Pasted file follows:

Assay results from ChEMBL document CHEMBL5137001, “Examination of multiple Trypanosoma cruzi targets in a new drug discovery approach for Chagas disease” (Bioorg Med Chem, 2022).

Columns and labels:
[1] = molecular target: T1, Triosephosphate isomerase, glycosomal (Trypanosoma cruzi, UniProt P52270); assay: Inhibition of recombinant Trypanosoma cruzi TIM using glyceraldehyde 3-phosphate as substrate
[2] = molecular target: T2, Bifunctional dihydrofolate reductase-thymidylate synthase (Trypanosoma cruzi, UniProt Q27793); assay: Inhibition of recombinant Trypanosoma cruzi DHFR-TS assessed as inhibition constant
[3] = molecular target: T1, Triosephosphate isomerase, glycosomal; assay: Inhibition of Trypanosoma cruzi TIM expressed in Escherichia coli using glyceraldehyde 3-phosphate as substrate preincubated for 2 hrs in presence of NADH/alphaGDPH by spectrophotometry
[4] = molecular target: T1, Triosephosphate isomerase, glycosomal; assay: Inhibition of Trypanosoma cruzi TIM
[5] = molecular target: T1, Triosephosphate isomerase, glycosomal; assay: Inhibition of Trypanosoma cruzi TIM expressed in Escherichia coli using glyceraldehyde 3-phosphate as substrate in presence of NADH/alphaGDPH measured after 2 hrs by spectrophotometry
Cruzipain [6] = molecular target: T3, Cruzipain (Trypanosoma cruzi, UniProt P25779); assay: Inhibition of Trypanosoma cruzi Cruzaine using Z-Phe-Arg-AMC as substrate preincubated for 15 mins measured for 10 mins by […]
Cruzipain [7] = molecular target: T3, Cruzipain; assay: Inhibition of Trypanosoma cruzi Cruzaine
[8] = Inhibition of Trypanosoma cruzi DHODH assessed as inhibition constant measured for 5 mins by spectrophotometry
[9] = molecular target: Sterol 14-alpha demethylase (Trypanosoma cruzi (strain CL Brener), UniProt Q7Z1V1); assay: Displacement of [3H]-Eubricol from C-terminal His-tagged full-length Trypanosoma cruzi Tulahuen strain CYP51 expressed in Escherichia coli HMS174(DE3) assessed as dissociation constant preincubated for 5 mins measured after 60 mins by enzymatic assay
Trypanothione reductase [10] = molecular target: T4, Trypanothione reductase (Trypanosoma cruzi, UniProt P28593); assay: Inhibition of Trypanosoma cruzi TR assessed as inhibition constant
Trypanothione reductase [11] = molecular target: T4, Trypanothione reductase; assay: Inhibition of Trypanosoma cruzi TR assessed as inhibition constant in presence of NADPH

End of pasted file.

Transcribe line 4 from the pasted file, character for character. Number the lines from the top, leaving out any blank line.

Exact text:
[2] = molecular target: T2, Bifunctional dihydrofolate reductase-thymidylate synthase (Trypanosoma cruzi, UniProt Q27793); assay: Inhibition of recombinant Trypanosoma cruzi DHFR-TS assessed as inhibition constant